Once you have identified the metrics being gathered that would be more useful to you when aggegated in a particular manner, open the collectd.conf file (located at /etc/collectd/collectd.conf) and add the following line in the LoadPlugin section:
From here, you will need to configure an instance of the plugin to aggregate the desired metric in a particular manner. This will include adding a block of code within the configuration file that will resemble the following:
Within the <Aggregation> tag you will implement your particular configuration for metrics aggregation. Keep in mind that these aggregated values generate new names based on this configuration. And you’ll want to understand the naming schema. If you wish to dive into these options a little further I encourage you to check out the naming schema information as well as a few useful sample configurations which are readily available in the official collectd wiki.
Earlier, we mentioned stopping and starting the Apache web server and carbon services, but what about the collectd service? In order to refresh the configuration values within collectd, you should stop (if running) and restart the collectd service. This can be done using straightforward stop and start commands in your Linux terminal:
sudo service collectd stop
sudo service collectd start
After executing these commands, I recommend checking the status of all services to ensure that both apache2 and collectd are running on the host machine:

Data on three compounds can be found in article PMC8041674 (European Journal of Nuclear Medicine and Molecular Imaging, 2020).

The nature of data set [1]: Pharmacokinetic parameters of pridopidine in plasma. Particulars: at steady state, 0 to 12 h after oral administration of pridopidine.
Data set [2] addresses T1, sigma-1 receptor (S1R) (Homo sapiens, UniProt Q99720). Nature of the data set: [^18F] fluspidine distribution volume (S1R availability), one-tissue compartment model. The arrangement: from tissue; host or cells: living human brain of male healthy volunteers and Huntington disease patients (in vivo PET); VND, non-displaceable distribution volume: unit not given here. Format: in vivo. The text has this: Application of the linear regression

sudo service --status-all
Tracking other system metrics with collectd is often as simple as enabling other plugins within the collectd configuration. There are a variety of plugins to consider, some of which are configured with the default installation of collectd.
sudo apt-get install kcollectd
Once installed, and assuming that collectd is configured properly and the service is running, we can view our data using kcollectd. First, launch kcollectd by running the following command:
The interface for kcollectd should now be open. You will see your configured instances in the left pane. In our case, let’s take a look at the graphs for the Apache plugin. Since we applied the name “web-tracking” to our instance, we will be looking for that name in the tree. Selecting that instance and the various categories nested within it will allow us to visualize the Apache metrics gathered by collectd.
As we discussed earlier, there are simple programs (such as kcollectd) that enable data visualizations for gleaning insights from metrics gathered by collectd; but sometimes you need a more complete solution. Sumo Logic is a log management and analytics platform that (with a little help from an open source plugin) can read the statistics gathered by collectd and produce visualizations that can assist the system administrators with the network management.
Once you’re set up with a Sumo Logic account (free trials are available), the process for integrating with collectd is relatively straightforward:
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Observability has become one of the most important areas of your application and infrastructure landscape, and the market has an abundance of tools available that seem to do what you need. In reality, however, most products – especially leading open-source based products – were created to solve a single problem extremely well, and have added additional supporting functionality to become a more robust solution; but the non-core functionality is rarely best of breed. Examples of these are Prometheus and Grafana.